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Study: New Healthcare Technologies Have Broad Implications for Medical Education

December 14, 2015
by Heather Landi
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With the ongoing adoption of telemedicine by health systems and private practices, the physicians of the future need education and training on the clinical aspects of telemedicine to ensure proper quality of care, according to a viewpoint published in the Journal of the American Medical Association.

The authors, from the University of California, San Francisco School of Medicine, discuss the promises and pitfalls presented by telemedicine in the viewpoint as well as the implications for medical education. The authors also propose strategies for incorporating telemedicine into existing Accreditation Council for Graduate Medical Education (ACGME) competencies for medical education.

According to the authors, telemedicine creates opportunities for more patient-centered medicine, citing the example of care for a child with cystic fibrosis that includes regular telemedicine visits to optimize home management of the disease. “Web-based telemedicine platforms could enable clinicians to see into a patient’s home, assess the home environment risk factors and talk to family members,” the authors wrote.

However, there are potential pitfalls to the use of telemedicine, the authors point out, such as increasing physician workload. “More ominously, telemedicine strategies that fail to meet the professional standards for a clinical encounter jeopardize patient care,” the authors wrote.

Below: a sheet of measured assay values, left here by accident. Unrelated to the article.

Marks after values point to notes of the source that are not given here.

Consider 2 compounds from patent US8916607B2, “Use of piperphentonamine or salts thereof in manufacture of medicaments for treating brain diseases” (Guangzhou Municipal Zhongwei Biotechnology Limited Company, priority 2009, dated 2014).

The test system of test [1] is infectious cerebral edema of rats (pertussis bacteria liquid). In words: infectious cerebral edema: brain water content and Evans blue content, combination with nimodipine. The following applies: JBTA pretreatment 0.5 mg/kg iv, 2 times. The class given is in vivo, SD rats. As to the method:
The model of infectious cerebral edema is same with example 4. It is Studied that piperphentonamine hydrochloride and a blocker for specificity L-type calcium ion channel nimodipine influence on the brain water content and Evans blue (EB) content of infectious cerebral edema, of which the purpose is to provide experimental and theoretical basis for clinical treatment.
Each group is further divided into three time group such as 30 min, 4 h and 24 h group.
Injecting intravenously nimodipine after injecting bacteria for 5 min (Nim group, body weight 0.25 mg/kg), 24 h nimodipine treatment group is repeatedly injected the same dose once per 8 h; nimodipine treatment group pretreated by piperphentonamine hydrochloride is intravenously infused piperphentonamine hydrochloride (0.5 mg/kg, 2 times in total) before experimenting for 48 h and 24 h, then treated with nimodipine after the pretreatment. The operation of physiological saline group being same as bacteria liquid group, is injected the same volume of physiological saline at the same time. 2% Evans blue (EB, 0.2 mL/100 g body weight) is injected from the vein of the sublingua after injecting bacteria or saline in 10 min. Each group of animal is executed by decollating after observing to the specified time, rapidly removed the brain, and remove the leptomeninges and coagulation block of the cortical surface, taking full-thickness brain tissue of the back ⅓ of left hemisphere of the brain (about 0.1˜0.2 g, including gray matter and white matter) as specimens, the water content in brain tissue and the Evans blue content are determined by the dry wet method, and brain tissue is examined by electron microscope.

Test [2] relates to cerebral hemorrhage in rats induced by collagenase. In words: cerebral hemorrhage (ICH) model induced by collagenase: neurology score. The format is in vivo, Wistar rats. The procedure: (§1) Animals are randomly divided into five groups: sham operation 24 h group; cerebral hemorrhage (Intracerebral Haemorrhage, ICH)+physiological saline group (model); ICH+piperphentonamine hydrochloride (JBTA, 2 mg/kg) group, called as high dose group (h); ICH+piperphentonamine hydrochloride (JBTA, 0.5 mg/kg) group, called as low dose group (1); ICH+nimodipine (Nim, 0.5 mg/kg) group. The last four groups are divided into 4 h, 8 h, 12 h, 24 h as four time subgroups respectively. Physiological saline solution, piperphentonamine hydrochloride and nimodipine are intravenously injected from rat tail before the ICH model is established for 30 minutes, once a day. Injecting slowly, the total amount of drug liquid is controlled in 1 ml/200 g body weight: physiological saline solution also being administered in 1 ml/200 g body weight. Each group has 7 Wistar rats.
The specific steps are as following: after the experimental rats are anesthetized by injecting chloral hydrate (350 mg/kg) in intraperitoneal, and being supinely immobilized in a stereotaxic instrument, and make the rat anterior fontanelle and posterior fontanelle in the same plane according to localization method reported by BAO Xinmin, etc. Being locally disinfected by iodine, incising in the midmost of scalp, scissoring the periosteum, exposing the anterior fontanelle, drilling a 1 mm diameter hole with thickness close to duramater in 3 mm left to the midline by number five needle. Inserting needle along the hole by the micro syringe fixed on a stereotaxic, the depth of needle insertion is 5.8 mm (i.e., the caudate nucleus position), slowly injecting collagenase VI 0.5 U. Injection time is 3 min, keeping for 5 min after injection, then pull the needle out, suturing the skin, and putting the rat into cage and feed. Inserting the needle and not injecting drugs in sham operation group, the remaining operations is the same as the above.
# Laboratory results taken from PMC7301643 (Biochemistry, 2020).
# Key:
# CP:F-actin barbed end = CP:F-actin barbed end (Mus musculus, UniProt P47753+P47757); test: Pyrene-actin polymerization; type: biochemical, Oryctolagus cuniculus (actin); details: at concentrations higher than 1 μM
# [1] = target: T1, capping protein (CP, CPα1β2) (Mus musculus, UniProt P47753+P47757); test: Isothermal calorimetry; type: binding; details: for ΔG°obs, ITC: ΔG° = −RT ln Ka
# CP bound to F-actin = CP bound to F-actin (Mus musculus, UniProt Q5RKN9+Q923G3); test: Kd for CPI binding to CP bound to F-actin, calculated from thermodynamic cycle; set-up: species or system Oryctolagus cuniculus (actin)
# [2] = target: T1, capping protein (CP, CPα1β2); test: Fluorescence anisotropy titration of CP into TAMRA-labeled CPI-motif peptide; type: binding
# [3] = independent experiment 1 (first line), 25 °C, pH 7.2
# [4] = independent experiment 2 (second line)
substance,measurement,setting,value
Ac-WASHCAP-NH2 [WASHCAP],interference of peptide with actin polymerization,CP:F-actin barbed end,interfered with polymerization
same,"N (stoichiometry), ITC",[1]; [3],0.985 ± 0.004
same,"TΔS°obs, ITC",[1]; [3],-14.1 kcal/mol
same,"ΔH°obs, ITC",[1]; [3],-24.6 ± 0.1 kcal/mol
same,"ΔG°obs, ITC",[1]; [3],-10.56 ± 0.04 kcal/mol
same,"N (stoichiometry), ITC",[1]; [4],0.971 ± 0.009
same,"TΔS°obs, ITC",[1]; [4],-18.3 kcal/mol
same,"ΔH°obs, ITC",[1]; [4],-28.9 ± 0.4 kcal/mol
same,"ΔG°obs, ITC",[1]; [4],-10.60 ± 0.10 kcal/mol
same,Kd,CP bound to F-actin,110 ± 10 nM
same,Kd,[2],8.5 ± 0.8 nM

According to the authors,“educators across the continuum of medical education must help prepare physicians to engage in the safe and effective use of telemedicine.”

Future physicians need to be prepared for the clinical aspects of telemedicine, the authors state. “Physicians can be trained to assess a patient through clinical mediators, such as a nurse who positions an electronic stethoscope to transmit heart sounds. Standardized patient encounters using telemedicine platforms could allow trainees to practice remote evaluation and manage difficult discussions, such as counseling an uninsured patient to seek emergency care for dyspnea despite the cost,” the authors wrote.

As previously reported by Healthcare Informatics, the American Medical Association (AMA) last month announced 20 medical schools were selected to joint its Accelerating Change in Medical Education Consortium to reshape how physicians are trained, including the use of health IT, to improve health outcomes. The AMA launched the Accelerating Change in Medical Education initiative in 2013 with the aim of bridging the gap that exists between how medical school students are trained and how healthcare is delivered. Through grants, the schools will launch specialized programs, including one to help medical students develop skills in using telemedicine tools for patients in rural or remote communities.

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